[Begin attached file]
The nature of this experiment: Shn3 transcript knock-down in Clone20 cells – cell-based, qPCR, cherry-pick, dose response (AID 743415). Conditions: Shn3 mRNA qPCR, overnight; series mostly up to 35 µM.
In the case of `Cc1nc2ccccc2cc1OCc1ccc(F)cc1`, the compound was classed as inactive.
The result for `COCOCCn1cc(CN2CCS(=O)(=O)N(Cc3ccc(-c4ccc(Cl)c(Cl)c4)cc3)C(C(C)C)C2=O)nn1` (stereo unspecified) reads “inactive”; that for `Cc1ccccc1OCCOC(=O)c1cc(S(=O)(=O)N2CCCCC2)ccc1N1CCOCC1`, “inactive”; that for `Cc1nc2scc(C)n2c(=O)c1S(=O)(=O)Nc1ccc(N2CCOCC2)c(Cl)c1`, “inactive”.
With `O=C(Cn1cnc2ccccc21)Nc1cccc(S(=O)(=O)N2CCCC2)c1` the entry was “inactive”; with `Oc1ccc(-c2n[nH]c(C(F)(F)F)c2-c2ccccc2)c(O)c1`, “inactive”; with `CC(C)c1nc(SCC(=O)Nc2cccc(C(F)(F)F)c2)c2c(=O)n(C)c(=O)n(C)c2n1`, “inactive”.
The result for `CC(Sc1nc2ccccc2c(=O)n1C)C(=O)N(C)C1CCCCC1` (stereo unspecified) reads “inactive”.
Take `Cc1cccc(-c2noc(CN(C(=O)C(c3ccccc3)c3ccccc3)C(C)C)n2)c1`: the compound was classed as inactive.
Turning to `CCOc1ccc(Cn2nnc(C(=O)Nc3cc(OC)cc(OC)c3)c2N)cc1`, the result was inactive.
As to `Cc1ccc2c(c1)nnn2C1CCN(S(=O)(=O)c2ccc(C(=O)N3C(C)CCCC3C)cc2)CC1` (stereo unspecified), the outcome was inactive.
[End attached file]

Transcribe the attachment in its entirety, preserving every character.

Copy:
The nature of this experiment: Shn3 transcript knock-down in Clone20 cells – cell-based, qPCR, cherry-pick, dose response (AID 743415). Conditions: Shn3 mRNA qPCR, overnight; series mostly up to 35 µM.
In the case of `Cc1nc2ccccc2cc1OCc1ccc(F)cc1`, the compound was classed as inactive.
The result for `COCOCCn1cc(CN2CCS(=O)(=O)N(Cc3ccc(-c4ccc(Cl)c(Cl)c4)cc3)C(C(C)C)C2=O)nn1` (stereo unspecified) reads “inactive”; that for `Cc1ccccc1OCCOC(=O)c1cc(S(=O)(=O)N2CCCCC2)ccc1N1CCOCC1`, “inactive”; that for `Cc1nc2scc(C)n2c(=O)c1S(=O)(=O)Nc1ccc(N2CCOCC2)c(Cl)c1`, “inactive”.
With `O=C(Cn1cnc2ccccc21)Nc1cccc(S(=O)(=O)N2CCCC2)c1` the entry was “inactive”; with `Oc1ccc(-c2n[nH]c(C(F)(F)F)c2-c2ccccc2)c(O)c1`, “inactive”; with `CC(C)c1nc(SCC(=O)Nc2cccc(C(F)(F)F)c2)c2c(=O)n(C)c(=O)n(C)c2n1`, “inactive”.
The result for `CC(Sc1nc2ccccc2c(=O)n1C)C(=O)N(C)C1CCCCC1` (stereo unspecified) reads “inactive”.
Take `Cc1cccc(-c2noc(CN(C(=O)C(c3ccccc3)c3ccccc3)C(C)C)n2)c1`: the compound was classed as inactive.
Turning to `CCOc1ccc(Cn2nnc(C(=O)Nc3cc(OC)cc(OC)c3)c2N)cc1`, the result was inactive.
As to `Cc1ccc2c(c1)nnn2C1CCN(S(=O)(=O)c2ccc(C(=O)N3C(C)CCCC3C)cc2)CC1` (stereo unspecified), the outcome was inactive.